How to Write the Education Section for a CV (+Examples)

There are several set formats that you could use to structure your CV. The question arises: what effect do these formats have on the education section? The short answer is: none, with one important exception. Academic CVs handle the education section differently.


For the other three main CV formats—chronological, skills-based, and combination—the education section is identical. Something that stays constant no matter which of the four CV formats you choose is the order in which you list your education and academic qualifications. This is always reverse-chronological.


This means that whether you use an academic CV format or one of the remaining three, you should detail your education by starting from your most recent qualifications and working your way back to the earliest.


This article is here to guide you through detailing your education in your CV, no matter what your level of education and what kind of CV you’re writing, including an academic CV. With plenty of CV education examples, you’ll see exactly what to put in your education CV section as well as what to leave out.

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Example education section on a CV


Nicole Mitchell

077 2222 2222


Passionate creative writing teaching assistant with over 5 years’ experience teaching a wide range of university students from a variety of backgrounds. Prepared and ran 300+ dynamic, tailored workshops and tutorials, helping over 400 students reach their potential. Eager to make use of teaching skills in exemplifying The Writing Academy’s student-centred and individualised approach to teaching and learning.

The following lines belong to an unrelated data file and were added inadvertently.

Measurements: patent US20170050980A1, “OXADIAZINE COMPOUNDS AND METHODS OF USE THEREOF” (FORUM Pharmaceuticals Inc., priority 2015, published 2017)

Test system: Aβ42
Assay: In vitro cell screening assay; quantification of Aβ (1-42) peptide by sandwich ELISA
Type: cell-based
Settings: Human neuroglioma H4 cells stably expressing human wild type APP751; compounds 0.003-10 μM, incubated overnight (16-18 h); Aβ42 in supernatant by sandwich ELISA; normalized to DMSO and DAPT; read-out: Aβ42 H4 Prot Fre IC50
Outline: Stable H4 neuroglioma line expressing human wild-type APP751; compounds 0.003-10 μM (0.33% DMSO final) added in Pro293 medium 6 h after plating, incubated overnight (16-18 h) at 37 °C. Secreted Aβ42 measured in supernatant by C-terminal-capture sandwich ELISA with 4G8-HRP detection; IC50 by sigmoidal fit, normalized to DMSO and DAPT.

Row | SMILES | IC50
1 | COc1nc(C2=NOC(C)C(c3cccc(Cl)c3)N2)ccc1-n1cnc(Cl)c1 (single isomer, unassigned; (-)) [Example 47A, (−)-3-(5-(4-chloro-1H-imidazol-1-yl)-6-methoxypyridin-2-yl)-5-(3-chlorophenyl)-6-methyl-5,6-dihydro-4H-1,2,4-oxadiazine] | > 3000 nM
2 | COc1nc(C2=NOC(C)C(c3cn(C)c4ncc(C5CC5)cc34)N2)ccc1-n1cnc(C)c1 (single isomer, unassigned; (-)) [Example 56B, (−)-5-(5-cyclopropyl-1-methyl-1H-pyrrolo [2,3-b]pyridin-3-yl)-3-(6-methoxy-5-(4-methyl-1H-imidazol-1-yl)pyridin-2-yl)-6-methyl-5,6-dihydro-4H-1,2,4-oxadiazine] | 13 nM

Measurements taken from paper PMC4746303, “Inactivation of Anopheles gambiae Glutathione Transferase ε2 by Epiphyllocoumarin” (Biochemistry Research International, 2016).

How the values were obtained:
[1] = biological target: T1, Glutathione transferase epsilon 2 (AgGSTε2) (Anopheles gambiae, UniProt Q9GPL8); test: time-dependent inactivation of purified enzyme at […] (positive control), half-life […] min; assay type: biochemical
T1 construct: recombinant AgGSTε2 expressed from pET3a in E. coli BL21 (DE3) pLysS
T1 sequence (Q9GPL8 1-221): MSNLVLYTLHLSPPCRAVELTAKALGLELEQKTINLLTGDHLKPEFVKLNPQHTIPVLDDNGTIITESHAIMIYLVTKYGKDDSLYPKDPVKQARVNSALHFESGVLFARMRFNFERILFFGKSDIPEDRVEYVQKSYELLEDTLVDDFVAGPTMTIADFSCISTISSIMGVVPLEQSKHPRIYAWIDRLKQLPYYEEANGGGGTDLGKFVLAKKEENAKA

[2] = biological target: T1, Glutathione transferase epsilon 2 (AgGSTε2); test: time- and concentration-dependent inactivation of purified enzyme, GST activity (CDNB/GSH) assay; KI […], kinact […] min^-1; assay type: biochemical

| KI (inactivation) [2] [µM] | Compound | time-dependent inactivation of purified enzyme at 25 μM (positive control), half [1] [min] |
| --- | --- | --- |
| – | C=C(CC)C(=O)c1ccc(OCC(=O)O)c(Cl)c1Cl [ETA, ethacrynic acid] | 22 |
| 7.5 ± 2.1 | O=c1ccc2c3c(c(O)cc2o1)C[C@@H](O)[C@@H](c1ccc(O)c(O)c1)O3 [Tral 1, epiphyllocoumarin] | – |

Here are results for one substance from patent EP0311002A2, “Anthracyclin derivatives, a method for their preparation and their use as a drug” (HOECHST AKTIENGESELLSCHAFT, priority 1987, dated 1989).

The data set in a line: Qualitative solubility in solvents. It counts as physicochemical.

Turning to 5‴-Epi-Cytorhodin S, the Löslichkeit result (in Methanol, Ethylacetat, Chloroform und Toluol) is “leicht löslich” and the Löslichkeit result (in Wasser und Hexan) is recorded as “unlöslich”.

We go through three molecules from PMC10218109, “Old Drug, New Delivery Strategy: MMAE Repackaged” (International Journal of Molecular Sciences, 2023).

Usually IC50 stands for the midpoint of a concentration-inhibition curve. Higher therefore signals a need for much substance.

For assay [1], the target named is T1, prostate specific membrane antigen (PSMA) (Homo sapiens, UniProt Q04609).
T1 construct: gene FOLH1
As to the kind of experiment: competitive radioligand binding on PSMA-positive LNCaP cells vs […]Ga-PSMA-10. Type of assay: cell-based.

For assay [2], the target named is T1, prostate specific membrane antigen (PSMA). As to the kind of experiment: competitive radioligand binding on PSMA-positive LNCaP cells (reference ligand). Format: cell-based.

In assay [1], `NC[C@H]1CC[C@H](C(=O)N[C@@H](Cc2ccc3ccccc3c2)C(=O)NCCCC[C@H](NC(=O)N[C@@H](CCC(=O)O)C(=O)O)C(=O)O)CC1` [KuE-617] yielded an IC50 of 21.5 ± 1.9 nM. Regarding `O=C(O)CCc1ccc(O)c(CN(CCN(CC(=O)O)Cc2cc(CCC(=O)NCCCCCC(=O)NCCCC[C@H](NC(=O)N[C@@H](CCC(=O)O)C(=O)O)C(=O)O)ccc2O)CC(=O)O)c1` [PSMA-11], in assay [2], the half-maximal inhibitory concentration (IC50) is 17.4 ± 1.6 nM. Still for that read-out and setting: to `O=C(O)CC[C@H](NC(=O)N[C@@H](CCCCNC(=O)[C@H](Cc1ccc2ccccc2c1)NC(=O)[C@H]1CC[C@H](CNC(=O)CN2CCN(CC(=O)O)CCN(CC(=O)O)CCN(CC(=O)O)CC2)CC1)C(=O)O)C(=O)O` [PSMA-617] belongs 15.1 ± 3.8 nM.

Work experience


Creative Writing Teaching Assistant

University of Winchester, Winchester

July 2017–present

  • Presented 20+ lectures on a variety of topics surrounding writing, editing, and publishing.
  • Marked over 1100 pieces of assessment with 100% getting through moderation without issue.
  • Collaborated with the course coordinator to draft 16 new ILOs (intended learning outcomes).
  • Proposed changes to the syllabus that removed three barriers to achieving optimal student equity.


Creative Writing Tutor

University of Winchester, Winchester

November 2015–June 2017

  • Gave detailed feedback on over 30,000 words of students’ prose, increasing the average grade by 12%.
  • Received a score of 4.86 / 5.00 on teacher evaluation forms, averaged over 4 semesters.
  • Was mentioned by name in 47% of glowing (4.5+ / 5.0) course evaluation forms.
  • Developed nearly 200 pages of workshop materials, many of which were implemented into the course campus-wide.




MA Creative Writing, 2015

University of Southampton, Southampton


BA (Hons) Creative and Professional Writing (2:1), 2011 – 2014

University of Winchester, Winchester




  • Communication: Spoke publicly for 12–15 hours a week for over 5 years, honing vocal projection, tonal modulation, and so on.
  • Marking: Graded batches of up to 120 students’ work, meeting marking deadlines 100% of the time.
  • Writing: Produced 2000+ words a day of self-published prose.
  • Teaching: Taught a range of classes related to creative writing at universities, colleges, nursing homes, and high schools.
  • IT: Comfortable preparing materials in MS Office and LibreOffice as well as Publisher, skilled at storing and analysing student information using spreadsheets and basic databases.




Scribbles Work in Progress Conference, 2016




Mandarin – intermediate


1. High school education in your CV


GCSEs in Mathematics and English are generally considered to be the bare minimum level of education needed to perform almost any job. Does this mean that everyone who has these GCSEs should include that fact in their CV education section? Common sense would suggest that the answer is no.